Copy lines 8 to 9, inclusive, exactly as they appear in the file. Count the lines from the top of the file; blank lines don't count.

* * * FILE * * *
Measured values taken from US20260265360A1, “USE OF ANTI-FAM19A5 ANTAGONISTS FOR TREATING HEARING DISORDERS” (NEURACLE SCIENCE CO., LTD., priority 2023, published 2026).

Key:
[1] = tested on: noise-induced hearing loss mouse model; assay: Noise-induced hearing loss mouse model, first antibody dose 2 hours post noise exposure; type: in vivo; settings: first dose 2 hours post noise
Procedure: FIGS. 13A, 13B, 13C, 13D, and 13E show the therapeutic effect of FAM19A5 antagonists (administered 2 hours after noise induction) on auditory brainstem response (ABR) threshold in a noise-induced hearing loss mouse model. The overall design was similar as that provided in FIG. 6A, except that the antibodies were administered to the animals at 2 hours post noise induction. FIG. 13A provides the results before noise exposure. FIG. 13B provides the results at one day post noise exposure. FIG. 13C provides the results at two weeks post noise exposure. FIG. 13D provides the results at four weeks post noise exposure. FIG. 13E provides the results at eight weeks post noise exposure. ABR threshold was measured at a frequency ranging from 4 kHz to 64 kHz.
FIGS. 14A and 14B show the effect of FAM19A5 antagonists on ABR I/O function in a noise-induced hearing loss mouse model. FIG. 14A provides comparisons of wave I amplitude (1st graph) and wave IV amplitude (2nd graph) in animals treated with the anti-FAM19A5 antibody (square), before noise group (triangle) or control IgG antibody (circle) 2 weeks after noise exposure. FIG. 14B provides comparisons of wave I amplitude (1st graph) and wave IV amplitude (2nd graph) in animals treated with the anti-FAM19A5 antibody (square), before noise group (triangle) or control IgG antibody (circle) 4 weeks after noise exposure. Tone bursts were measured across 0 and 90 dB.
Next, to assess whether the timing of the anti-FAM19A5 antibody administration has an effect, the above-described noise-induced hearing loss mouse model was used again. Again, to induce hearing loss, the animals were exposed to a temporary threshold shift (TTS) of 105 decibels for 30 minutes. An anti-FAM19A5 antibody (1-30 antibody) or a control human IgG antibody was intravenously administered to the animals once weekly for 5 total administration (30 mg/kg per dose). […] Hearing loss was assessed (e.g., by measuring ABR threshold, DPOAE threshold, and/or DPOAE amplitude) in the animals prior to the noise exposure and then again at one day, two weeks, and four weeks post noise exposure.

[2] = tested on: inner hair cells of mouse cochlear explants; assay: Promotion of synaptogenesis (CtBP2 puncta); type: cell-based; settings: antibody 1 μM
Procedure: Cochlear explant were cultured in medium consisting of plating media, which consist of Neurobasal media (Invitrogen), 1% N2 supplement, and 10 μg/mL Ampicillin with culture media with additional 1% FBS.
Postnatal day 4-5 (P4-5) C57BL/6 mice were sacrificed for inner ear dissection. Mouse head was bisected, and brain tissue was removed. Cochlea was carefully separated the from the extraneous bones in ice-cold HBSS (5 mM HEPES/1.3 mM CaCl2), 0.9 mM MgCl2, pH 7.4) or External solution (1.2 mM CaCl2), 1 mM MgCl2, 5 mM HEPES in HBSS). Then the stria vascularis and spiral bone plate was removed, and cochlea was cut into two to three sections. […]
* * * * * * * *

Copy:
Procedure: Cochlear explant were cultured in medium consisting of plating media, which consist of Neurobasal media (Invitrogen), 1% N2 supplement, and 10 μg/mL Ampicillin with culture media with additional 1% FBS.
Postnatal day 4-5 (P4-5) C57BL/6 mice were sacrificed for inner ear dissection. Mouse head was bisected, and brain tissue was removed. Cochlea was carefully separated the from the extraneous bones in ice-cold HBSS (5 mM HEPES/1.3 mM CaCl2), 0.9 mM MgCl2, pH 7.4) or External solution (1.2 mM CaCl2), 1 mM MgCl2, 5 mM HEPES in HBSS). Then the stria vascularis and spiral bone plate was removed, and cochlea was cut into two to three sections. […]